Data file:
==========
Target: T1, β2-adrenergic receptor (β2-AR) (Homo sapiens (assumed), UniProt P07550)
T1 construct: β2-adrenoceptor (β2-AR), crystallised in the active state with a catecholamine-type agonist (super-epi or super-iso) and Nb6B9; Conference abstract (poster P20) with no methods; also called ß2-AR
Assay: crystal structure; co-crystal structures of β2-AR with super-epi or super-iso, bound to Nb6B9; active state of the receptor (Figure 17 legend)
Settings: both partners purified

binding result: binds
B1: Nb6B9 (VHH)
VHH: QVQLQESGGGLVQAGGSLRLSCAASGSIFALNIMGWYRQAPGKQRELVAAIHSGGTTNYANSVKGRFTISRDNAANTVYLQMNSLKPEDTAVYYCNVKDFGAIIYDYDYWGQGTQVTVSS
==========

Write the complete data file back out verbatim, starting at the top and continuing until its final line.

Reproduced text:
Target: T1, β2-adrenergic receptor (β2-AR) (Homo sapiens (assumed), UniProt P07550)
T1 construct: β2-adrenoceptor (β2-AR), crystallised in the active state with a catecholamine-type agonist (super-epi or super-iso) and Nb6B9; Conference abstract (poster P20) with no methods; also called ß2-AR
Assay: crystal structure; co-crystal structures of β2-AR with super-epi or super-iso, bound to Nb6B9; active state of the receptor (Figure 17 legend)
Settings: both partners purified

binding result: binds
B1: Nb6B9 (VHH)
VHH: QVQLQESGGGLVQAGGSLRLSCAASGSIFALNIMGWYRQAPGKQRELVAAIHSGGTTNYANSVKGRFTISRDNAANTVYLQMNSLKPEDTAVYYCNVKDFGAIIYDYDYWGQGTQVTVSS